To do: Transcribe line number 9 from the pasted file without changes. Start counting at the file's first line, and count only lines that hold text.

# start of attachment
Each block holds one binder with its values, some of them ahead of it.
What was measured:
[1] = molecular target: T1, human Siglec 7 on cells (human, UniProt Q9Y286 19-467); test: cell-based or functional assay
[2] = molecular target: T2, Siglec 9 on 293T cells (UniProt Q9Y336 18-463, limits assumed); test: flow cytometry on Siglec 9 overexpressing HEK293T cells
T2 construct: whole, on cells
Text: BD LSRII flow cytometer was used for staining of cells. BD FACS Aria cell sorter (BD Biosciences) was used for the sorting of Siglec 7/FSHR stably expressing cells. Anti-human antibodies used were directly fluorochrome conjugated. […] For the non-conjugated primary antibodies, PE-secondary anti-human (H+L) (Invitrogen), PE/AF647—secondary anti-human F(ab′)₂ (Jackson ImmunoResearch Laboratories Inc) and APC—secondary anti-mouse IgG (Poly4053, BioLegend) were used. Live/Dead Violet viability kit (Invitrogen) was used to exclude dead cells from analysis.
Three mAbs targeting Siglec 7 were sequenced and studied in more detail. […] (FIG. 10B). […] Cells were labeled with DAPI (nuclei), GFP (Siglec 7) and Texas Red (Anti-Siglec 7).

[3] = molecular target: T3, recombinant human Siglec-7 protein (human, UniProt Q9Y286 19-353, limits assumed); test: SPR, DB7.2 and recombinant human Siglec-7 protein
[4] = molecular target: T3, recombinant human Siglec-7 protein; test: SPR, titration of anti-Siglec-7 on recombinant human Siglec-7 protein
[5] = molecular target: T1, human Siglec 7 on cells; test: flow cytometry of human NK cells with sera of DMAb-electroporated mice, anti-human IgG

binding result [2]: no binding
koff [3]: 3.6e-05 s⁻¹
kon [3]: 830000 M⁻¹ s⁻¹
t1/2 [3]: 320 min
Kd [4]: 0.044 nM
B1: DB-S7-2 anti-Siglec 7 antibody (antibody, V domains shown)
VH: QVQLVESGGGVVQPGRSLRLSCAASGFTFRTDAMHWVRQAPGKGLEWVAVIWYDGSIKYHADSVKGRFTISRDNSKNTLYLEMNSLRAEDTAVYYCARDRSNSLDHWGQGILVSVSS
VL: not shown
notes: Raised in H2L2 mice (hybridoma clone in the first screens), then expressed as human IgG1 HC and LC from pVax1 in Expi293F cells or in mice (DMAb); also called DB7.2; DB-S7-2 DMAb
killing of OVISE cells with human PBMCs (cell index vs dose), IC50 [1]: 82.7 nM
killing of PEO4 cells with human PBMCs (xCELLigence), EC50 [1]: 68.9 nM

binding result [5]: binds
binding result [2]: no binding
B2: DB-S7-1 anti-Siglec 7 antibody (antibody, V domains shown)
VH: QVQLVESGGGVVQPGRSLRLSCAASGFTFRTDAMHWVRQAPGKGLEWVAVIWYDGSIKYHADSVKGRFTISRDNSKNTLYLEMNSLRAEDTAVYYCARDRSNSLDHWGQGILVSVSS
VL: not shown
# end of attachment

[4] = molecular target: T3, recombinant human Siglec-7 protein; test: SPR, titration of anti-Siglec-7 on recombinant human Siglec-7 protein